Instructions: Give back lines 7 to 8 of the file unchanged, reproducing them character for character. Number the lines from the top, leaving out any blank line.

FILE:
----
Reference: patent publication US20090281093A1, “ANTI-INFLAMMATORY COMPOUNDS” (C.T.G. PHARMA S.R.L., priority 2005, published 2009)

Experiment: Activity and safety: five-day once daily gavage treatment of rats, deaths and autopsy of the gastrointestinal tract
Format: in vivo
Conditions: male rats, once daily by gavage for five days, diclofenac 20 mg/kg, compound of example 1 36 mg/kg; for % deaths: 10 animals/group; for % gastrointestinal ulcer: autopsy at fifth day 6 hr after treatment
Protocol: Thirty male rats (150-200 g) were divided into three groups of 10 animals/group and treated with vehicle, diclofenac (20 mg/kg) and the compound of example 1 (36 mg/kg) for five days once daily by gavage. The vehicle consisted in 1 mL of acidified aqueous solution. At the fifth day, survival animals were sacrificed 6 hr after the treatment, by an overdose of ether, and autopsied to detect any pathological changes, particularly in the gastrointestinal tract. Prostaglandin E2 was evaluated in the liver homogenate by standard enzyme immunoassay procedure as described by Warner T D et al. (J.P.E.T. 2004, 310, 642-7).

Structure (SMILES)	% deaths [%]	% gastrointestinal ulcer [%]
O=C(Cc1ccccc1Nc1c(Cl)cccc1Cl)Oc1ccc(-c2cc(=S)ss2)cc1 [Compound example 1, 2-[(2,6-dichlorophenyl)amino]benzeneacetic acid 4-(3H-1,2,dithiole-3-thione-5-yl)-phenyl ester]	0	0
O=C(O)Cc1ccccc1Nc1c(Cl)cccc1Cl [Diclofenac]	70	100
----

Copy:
O=C(Cc1ccccc1Nc1c(Cl)cccc1Cl)Oc1ccc(-c2cc(=S)ss2)cc1 [Compound example 1, 2-[(2,6-dichlorophenyl)amino]benzeneacetic acid 4-(3H-1,2,dithiole-3-thione-5-yl)-phenyl ester]	0	0
O=C(O)Cc1ccccc1Nc1c(Cl)cccc1Cl [Diclofenac]	70	100